George R.R. Martin has not been shy about acknowledging that the novels Game of Thrones was originally based on will differ from their TV show companion as his book series finally wraps up. Ahead of the series’ eighth and final season, Martin revealed there would be “discrepancies” between Game of Thrones’ last chapter and that of his books. Now, Martin is revealing how one big death will be different when he writes it.
In James Hibberd’s Fire Cannot Kill a Dragon, George R.R. Martin opens up again about his books and the TV show. Martin previously revealed that the youngest Stark sibling, Rickon, was almost left out of the series. In another portion of the behind-the-scenes tome, Martin has explained how one of Game of Thrones’ most tragic death scenes will differ from the source material. On how the beloved Hodor’s death will be different in the books, Martin explained (via EW):
Be warned: spoilers for Game of Thrones and George R.R. Martin’s books lie ahead.
In a show which was massive on the death scenes, one of Game of Thrones’ most notorious befell fan-favorite character, Hodor. In his final moments, Hodor’s backstory and the origin of his name came into sharp and sad focus. Hodor died sacrificing his life for Bran Stark and Meera Reed, as Meera called for Hodor to “hold the door.”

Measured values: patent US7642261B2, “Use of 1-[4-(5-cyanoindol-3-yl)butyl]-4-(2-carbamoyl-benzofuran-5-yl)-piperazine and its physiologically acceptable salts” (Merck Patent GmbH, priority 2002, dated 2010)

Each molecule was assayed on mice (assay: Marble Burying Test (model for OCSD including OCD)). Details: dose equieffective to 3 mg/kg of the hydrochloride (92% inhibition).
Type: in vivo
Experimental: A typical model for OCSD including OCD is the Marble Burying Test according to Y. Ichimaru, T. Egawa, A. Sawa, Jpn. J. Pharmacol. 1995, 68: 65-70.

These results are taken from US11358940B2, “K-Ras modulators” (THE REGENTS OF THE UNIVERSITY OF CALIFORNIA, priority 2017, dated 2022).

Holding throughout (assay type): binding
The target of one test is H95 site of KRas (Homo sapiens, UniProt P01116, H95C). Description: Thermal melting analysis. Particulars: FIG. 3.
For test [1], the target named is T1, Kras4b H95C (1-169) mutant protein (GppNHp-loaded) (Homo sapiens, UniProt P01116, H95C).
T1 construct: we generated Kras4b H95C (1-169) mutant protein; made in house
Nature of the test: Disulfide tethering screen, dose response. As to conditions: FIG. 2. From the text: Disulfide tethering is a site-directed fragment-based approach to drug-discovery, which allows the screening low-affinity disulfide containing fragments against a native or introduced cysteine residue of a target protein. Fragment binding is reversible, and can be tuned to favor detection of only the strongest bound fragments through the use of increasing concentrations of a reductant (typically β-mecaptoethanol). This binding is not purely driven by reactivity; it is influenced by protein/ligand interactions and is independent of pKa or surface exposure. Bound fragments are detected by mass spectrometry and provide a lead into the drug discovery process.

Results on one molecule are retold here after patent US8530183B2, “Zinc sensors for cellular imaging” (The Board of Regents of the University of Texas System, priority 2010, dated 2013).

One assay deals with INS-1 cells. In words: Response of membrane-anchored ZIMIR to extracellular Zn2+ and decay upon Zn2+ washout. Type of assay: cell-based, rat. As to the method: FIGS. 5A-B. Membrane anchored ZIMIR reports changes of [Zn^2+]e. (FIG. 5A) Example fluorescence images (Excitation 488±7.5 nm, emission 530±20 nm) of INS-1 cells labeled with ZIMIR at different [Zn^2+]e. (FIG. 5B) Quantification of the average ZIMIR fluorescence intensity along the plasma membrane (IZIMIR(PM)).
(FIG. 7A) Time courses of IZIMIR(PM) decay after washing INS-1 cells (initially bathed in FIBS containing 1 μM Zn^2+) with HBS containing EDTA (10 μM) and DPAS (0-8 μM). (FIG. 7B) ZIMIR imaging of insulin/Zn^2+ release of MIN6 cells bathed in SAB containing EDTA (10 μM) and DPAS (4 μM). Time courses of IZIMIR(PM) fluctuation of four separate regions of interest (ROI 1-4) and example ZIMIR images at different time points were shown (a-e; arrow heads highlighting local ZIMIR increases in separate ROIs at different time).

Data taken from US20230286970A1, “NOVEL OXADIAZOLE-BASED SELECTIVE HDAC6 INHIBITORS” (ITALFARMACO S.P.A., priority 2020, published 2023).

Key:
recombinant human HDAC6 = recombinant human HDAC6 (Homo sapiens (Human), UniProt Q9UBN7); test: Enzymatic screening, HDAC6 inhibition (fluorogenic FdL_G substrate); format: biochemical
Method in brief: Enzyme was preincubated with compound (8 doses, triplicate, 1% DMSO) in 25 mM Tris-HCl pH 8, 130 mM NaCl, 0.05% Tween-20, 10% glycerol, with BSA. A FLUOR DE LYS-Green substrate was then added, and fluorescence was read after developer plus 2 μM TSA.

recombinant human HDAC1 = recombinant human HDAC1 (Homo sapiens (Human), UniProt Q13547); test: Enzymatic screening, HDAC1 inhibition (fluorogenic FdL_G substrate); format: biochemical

This was a phrase that would turn into “Hodor” as Bran’s psyche momentarily merged with Hodor’s in the past, thus turning Wylis into Hodor. Meera and Bran accordingly survived the White Walkers’ siege on the cave as Hodor met a terribly vicious end. The death scene occurred during Game of Thrones’ sixth season in the fifth episode titled “The Door.”
As George R.R. Martin explained, the key difference in his novels is that Hodor goes out fighting as Bran wargs into Hodor’s body to use his swordsmanship skills. Hence, Hodor/Bran uses the sword from the crypts to go out swinging, killing many White Walkers before he is overrun. So, instead of becoming a physical “door” that stands idly by as he gets ripped apart, Hodor gets some hits in first via Bran.
I actually like George R.R. Martin’s version a lot better. Hodor being used as a human shield with no shot at surviving has always left a terrible taste in my mouth. It also impacted my feelings of goodwill regarding Bran becoming King of the Six Kingdoms. Hodor’s death and Bran’s choices leading up to it really hurt him. No wonder all Bran mainly did in the last seasons was stare.
George R.R. Martin’s version does not provide a lot of hope for Hodor. However, it does give Hodor some measure of self-defense by Bran having him wield a sword. To see Hodor’s best moments before his tragic demise, you can stream every season of Game of Thrones on HBO Max. While you wait for the franchise to continue with the spinoff, House of the Dragon, check out this fall's premieres.
Like a contented Hallmark movie character, Britt happily lives in the same city she grew up in. Along with movies and television, she is passionate about competitive figure skating. She has been writing about entertainment for 5 years, and as you may suspect, still finds it as entertaining to do as when she began.
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